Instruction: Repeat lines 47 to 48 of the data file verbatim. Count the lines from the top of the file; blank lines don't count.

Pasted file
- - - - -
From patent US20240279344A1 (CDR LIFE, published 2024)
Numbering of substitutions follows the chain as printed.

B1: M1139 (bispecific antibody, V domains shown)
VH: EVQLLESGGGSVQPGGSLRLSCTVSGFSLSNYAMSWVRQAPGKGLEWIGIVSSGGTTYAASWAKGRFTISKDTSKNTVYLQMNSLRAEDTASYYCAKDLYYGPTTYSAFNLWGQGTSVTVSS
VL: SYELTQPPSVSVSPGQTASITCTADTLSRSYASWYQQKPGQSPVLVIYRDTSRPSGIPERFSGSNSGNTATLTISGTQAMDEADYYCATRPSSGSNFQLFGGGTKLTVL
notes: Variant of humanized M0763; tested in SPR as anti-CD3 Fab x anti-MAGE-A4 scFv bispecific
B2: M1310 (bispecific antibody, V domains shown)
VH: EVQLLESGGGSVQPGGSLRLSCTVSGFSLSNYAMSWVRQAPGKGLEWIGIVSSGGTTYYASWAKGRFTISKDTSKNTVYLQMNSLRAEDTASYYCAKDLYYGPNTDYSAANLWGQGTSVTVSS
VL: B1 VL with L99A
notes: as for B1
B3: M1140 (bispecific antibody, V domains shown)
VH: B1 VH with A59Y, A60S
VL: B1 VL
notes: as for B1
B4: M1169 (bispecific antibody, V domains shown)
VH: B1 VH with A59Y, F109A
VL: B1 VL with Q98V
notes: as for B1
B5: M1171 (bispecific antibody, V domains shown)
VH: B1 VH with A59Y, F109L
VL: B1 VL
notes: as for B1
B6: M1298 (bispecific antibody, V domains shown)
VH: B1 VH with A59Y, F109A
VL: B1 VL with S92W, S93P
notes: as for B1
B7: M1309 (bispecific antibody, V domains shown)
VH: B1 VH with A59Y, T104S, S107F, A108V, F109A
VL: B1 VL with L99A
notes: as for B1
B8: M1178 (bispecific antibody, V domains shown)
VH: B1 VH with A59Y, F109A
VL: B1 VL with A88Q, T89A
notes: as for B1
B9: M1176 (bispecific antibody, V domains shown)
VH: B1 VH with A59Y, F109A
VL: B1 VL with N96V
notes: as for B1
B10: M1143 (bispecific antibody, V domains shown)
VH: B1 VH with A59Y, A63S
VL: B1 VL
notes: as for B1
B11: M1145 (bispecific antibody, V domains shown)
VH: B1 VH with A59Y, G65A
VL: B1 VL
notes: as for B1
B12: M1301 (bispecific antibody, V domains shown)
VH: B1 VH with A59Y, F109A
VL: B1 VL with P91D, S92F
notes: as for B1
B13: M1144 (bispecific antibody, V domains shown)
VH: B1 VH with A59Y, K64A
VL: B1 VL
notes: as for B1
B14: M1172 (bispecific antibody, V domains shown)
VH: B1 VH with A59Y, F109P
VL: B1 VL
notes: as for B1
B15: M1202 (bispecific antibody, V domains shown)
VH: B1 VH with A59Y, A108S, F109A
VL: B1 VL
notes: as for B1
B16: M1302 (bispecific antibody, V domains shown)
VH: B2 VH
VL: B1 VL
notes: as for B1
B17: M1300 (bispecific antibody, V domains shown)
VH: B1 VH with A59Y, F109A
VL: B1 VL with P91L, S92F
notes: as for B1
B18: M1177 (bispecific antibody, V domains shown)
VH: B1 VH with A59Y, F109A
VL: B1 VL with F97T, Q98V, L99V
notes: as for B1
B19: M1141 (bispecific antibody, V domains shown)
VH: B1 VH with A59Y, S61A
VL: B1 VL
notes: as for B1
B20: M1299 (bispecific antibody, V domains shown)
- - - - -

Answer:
B12: M1301 (bispecific antibody, V domains shown)
VH: B1 VH with A59Y, F109A